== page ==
TROQUEER, Kirkcudbrightshire - Extract from National Gazetteer, 1868
The National Gazetteer of Great Britain and Ireland - 1868
[Description(s) from The National Gazetteer (1868)]
"TROQUEER, a parish, county Kirkcudbright, Scotland. It is situated on the eastern border of the county, and comprises Maxwelltown, a burgh of barony, and a suburb of Dumfries. The parish extends in length about 8; miles, from College Loch on the N. to the mouth of New Abbey-Pow on the S., with an extreme breadth of 4½ miles, and is bounded on the N. by Terrigles, on the E. by the river Nith, which separates it from Dumfriesshire; on the S. and S.W. by New Abbey, and on the W. by Lochrutton. The prevailing rocks are mica-slate. This parish is in the presbytery and synod of Dumfries, and in the patronage of the crown. The stipend of the minister is about £353. The parish church is situated about a mile S. of Maxwelltown, near the river Nith. There are a Free church, chapel-of-ease, also a Free church school, and an endowed school at Maxwelltown. The principal seats are Kirconnel, Cargen, Mabie, Dalscairth, Goldielea, Terraughty, Carruchan, Cargenholm, and Mavis Grove."
"MAXWELLTOWN, a quoad sacra parish and burgh of barony, in the parish of Troqueer, diocese of East Kirkcudbright, county Kirkcudbright, Scotland, 1½ mile from Dumfries, and 73 miles from Edinburgh. It is a station on the Castle Douglas branch of the Glasgow and South-Western and Portpatrick railway. The town stands on the right bank of the river Nith, here crossed by two bridges, about nine miles from the sea at Solway Frith, and directly opposite the town of Dumfries, within the limits of which parliamentary borough it is included. It was called Bridgend before 1810, when it was erected into a free burgh of barony, and was then only a poorly inhabited village, but rapidly improved under the auspices of Mr. Maxwell, of Nithsdale. It now consists of three good streets, well paved and lighted, and several smaller streets or alleys, but, like London, it has no terrace or river frontage till below the old bridge, when the south hill, which rises abruptly from the water, is crowned by an observatory, once a windmill, and a range of houses fronting Dumfries. On the brink of the stream below the hill are numerous large corn mills, worked by water power, obtained by a high water weir, stretching diagonally across the whole breadth of the river. It contain a neat burgh or townhall, a Free church, and a chapel-of-ease to the parish church of Troqueer, which stands about a mile to the S. of the burgh. The living is in the presbytery of Dumfries, and in the patronage of the shareholders and heads of families. There are two iron foundries, two rope works, dye works, a waulk mill, tannery, and the Dumfries granaries; also, on the Maxwelltown side of the river, a fishery of salmon, grilse, and herrings. In the town are an endowed school, and a Free Church school, and a little out of the town, to the S., the parochial school. It is governed by a provost, two bailies, and four councillors, assisted under the General Police Act by twelve commissioners, three of whom are police magistrates. Justice of the peace courts, for recovery of small debts, are held on the first Thursday in each month, and Stewartry Circuit courts on the 9th January, April, and July, and on the 1st October."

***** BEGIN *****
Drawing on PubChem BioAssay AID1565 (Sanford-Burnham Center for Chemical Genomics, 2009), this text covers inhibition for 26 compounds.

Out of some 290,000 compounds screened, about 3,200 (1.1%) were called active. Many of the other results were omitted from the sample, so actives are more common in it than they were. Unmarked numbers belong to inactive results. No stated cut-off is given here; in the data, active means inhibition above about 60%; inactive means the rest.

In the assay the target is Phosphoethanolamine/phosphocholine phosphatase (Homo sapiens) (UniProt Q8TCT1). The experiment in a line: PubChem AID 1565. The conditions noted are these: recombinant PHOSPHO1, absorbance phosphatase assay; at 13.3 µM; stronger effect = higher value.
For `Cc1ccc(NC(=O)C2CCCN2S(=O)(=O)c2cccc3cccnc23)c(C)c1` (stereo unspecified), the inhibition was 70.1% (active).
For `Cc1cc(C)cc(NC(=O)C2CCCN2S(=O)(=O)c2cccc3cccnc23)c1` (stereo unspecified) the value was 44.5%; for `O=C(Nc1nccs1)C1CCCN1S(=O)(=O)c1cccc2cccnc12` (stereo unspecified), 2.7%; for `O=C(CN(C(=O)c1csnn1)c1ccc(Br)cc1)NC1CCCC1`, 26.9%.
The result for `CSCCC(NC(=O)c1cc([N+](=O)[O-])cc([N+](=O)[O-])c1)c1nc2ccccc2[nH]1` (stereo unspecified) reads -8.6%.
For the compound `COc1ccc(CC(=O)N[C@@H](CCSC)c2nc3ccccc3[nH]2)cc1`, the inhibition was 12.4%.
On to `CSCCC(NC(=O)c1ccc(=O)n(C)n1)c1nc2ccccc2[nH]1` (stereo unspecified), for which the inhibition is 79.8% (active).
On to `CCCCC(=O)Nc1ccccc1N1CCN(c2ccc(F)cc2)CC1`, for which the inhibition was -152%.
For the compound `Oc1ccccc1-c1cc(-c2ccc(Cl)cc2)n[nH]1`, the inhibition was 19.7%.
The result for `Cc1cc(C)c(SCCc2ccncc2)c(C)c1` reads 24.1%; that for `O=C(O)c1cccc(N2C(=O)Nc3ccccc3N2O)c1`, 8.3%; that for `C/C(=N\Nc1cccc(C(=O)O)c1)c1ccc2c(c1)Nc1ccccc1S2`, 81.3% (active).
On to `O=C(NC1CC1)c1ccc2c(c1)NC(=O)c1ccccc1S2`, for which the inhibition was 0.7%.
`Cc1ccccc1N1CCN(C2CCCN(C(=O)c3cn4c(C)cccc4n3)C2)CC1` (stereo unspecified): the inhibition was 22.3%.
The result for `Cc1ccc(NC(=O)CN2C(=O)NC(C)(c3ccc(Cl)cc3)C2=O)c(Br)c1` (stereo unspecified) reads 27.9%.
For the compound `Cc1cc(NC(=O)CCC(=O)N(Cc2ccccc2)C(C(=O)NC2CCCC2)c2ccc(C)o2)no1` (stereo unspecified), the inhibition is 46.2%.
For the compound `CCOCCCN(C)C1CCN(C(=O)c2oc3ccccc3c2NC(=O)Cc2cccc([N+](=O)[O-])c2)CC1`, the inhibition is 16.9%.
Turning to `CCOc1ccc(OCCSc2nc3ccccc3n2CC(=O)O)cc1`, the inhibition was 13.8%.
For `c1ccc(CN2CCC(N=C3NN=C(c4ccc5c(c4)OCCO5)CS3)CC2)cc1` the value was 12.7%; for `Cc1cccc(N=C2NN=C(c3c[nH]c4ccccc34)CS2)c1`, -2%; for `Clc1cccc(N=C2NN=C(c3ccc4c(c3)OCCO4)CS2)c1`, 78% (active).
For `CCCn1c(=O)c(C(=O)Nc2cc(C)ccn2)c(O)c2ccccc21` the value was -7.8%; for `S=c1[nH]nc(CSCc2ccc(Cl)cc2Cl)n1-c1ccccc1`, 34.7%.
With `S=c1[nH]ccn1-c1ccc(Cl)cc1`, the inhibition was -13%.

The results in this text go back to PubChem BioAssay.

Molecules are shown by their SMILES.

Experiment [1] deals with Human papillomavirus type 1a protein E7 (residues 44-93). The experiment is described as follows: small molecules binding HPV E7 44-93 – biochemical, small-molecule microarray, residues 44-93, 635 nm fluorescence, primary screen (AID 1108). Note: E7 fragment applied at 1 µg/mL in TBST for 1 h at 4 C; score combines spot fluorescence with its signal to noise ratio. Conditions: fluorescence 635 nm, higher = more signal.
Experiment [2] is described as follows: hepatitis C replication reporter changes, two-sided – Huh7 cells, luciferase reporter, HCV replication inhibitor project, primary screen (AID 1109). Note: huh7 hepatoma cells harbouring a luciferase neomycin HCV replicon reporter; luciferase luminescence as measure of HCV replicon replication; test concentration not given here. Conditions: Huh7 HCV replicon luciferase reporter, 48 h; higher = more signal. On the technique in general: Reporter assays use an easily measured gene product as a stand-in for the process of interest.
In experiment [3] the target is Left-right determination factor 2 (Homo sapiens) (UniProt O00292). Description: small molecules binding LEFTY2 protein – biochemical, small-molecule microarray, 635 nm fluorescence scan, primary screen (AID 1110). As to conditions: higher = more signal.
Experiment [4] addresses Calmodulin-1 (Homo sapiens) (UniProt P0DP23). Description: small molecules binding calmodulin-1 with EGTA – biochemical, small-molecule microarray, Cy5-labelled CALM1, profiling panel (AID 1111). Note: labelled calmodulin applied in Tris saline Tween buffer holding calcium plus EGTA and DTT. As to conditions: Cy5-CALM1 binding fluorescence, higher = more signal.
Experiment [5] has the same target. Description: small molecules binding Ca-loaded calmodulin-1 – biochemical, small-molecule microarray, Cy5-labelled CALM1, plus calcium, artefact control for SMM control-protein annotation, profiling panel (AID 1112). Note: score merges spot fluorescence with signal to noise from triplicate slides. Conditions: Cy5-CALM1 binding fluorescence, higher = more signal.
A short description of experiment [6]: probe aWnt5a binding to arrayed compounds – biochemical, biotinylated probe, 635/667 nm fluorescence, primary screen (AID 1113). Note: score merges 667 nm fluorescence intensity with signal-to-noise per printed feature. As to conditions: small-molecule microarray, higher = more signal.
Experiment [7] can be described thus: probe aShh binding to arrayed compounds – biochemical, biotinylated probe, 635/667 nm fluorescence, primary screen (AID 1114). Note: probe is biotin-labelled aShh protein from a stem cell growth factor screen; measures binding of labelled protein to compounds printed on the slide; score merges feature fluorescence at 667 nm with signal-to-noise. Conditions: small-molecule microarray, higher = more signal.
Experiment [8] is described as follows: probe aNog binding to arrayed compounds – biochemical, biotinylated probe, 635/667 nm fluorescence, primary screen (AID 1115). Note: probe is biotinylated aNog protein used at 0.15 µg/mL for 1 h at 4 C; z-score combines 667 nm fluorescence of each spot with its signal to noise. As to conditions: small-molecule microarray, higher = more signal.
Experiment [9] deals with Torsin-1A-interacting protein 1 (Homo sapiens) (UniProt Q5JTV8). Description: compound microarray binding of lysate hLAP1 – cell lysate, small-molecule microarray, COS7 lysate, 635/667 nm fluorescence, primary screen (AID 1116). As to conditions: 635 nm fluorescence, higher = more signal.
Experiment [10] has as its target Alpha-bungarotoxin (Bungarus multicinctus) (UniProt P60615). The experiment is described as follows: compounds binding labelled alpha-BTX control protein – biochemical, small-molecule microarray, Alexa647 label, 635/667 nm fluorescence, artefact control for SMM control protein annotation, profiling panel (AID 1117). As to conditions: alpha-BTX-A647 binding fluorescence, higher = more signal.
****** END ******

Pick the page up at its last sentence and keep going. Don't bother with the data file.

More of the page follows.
[Description(s) from The National Gazetteer of Great Britain and Ireland (1868)
Transcribed by Colin Hinson ©2003]